‘Irishman’ Production Designer Bob Shaw Discusses Complicated Shoot

Bob Shaw has scored his first Oscar nomination, as production designer for “The Irishman.” The film looks at U.S. history through the eyes mafia hitman Frank Sheeran and his relationship with Teamsters boss Jimmy Hoffa. The epic entailed 108 shooting days, with several locations each day.

How did you start?

I decided at age 16 that I wanted to design scenery; I was thinking theater. I designed “The Mandrake” at the Public Theatre when I was 20, then at 23, I designed “The Pirates of Penzance” with Linda Ronstadt on Broadway, working with a really won­derful director named Wilford Leach.

The Irishman” spans 50 years. What did that entail?

We built 28 sets and had 295 sets in all. Our locations were all over the place. There were a lot of locations that are only seen for a few moments.

After agreeing to do it, did you have a moment of doubt?

Usually I do. Like most people when they get a job, I often think, “I don’t know how to do this.” But this project came into focus very quickly.

With so many sets, was it complicated to keep things straight?

Popular on Variety

In our job, the first question you need to answer is, “Where are we?” In the script, they go to five different gas stations. But you can’t find any stations with 1950 gas pumps, so you have to find sites that can be turned into gas stations. Also, there were six or seven hotel rooms. When you have a lot of similar locations, you have to make them distinctive.
This was my third project with (DP) Rodrigo Prieto, and there were lots of things that he brought to it. He said the earlier scenes would be Kodachrome, so that suggests a specific color range; oranges, reds and teals pop out more. Then Ektachrome when we got to the ’70s.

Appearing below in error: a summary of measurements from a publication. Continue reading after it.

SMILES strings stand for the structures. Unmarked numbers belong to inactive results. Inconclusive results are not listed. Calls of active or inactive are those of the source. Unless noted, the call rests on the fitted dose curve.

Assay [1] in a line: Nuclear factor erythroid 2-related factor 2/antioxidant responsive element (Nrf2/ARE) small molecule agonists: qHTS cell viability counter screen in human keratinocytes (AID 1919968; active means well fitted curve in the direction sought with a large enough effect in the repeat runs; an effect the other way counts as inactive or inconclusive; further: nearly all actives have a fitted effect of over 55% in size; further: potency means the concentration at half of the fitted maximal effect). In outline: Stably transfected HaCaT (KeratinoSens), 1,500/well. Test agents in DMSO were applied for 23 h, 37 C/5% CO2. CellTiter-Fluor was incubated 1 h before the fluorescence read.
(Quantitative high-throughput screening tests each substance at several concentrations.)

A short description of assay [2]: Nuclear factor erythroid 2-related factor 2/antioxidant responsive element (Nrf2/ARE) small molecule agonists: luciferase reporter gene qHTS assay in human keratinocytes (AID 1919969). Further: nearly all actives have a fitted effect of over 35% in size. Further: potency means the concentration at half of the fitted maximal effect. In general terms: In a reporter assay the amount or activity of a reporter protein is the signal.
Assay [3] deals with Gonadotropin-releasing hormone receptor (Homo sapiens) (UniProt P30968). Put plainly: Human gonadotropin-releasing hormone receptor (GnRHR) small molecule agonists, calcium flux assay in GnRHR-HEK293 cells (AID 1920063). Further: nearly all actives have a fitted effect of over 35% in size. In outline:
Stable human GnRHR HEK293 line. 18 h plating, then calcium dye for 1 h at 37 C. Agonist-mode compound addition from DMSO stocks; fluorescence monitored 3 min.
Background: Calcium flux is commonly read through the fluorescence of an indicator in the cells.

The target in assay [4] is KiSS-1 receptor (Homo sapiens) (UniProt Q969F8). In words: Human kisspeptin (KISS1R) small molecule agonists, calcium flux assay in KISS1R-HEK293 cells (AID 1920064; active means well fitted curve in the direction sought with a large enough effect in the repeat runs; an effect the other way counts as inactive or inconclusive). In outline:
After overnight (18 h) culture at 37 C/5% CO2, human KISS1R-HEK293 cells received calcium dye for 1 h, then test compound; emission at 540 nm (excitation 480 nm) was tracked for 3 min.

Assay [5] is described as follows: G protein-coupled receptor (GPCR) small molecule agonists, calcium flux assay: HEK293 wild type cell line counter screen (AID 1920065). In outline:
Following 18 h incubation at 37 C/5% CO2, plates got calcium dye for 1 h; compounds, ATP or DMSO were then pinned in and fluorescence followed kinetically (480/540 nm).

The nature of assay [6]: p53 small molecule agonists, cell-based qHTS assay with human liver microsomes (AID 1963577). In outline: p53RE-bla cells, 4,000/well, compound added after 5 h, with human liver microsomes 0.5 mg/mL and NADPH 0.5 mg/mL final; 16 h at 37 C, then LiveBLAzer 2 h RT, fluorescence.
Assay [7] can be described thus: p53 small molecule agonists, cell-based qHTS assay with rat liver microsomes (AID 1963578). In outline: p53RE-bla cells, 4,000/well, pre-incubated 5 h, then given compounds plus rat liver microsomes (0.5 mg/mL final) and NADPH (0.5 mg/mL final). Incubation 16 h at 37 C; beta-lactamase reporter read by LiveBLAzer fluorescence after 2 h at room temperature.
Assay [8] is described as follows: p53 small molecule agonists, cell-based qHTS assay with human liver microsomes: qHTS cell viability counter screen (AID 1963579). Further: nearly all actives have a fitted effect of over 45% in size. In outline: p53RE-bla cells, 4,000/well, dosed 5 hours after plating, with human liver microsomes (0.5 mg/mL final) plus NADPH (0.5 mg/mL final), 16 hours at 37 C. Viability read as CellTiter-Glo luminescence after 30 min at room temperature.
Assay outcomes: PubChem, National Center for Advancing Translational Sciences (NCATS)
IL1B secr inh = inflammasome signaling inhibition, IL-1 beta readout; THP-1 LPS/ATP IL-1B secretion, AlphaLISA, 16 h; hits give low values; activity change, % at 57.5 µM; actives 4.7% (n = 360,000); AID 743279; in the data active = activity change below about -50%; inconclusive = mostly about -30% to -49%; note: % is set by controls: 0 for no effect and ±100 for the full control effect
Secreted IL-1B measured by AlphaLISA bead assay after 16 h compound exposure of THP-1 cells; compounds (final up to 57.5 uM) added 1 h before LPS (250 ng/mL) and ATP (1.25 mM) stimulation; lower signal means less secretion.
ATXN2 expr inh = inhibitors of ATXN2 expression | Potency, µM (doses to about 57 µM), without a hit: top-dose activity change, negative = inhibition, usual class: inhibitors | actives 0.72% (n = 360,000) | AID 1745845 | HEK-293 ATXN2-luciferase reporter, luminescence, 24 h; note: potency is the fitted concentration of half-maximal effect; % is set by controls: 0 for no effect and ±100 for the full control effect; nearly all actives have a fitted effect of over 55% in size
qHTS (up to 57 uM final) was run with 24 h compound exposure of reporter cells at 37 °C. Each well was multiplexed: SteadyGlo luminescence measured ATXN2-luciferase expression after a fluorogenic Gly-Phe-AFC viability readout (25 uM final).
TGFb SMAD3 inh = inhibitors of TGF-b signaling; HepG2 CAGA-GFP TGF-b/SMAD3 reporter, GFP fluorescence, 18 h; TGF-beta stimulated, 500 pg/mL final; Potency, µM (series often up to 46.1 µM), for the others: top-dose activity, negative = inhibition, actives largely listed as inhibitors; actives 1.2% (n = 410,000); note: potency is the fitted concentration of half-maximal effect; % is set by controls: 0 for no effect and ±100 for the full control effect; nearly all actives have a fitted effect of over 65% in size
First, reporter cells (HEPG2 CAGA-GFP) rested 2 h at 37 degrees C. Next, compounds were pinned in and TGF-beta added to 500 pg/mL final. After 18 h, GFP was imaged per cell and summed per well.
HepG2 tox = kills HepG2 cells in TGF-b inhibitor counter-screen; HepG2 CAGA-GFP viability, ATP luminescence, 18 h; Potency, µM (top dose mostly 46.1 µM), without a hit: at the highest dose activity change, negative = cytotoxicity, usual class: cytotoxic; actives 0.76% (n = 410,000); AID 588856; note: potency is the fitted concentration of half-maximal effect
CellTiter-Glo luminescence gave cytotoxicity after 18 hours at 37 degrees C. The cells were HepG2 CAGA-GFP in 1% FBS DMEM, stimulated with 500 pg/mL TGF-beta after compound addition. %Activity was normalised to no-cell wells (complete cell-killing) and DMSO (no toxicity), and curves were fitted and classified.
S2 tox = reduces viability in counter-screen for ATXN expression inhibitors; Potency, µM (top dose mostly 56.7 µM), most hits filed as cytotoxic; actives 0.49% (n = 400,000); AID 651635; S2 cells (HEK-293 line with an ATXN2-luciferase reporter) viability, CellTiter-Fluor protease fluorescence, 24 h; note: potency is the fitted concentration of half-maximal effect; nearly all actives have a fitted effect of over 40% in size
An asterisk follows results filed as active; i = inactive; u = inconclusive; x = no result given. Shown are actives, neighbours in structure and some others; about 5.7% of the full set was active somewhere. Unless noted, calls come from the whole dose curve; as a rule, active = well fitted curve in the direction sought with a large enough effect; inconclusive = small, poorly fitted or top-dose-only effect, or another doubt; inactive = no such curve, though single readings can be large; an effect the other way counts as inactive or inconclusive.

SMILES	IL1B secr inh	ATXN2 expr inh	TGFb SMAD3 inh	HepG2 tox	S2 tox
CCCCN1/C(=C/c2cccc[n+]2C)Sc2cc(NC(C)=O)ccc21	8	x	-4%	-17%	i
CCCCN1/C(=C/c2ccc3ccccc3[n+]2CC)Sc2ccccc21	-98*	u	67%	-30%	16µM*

Did some sets re-create actual places?
Yes. We built the barber shop for the Albert Anastasia hit. It was based on a real place and there are famous photos of the aftermath of that hit. The look was incredibly specific, with powder-blue barber chairs, and it was just off a shopping arcade in the old Park Sheraton Hotel. We ended up building a set next to a shopping arcade in the Roosevelt Hotel. And all this was for just one shot.

Was your job mostly re-creating actual places?

No, not at all. For example, the real Villa di Roma was mundane; it wasn’t evocative of the ’50s or the mob. So that was invented, a concoction of many res­taurants I’ve been in. Marty [Scorsese] was not convinced we could achieve realism within a set that we built. I heard Bob De Niro say it felt real and lived-in; that’s exactly what we were going for.

What’s the biggest misperception of your job?

People think you just go out and find places, then tell the production crew to show up with a camera. It’s a lot more complicated than that. Our motto was, “We go to extraordinary lengths to bring you the ordinary.”

More Film

  • Nardjes A.

    ‘Invisible Life’s’ Karim Ainouz Drops Trailer for 'Nardjes A.’ (EXCLUSIVE)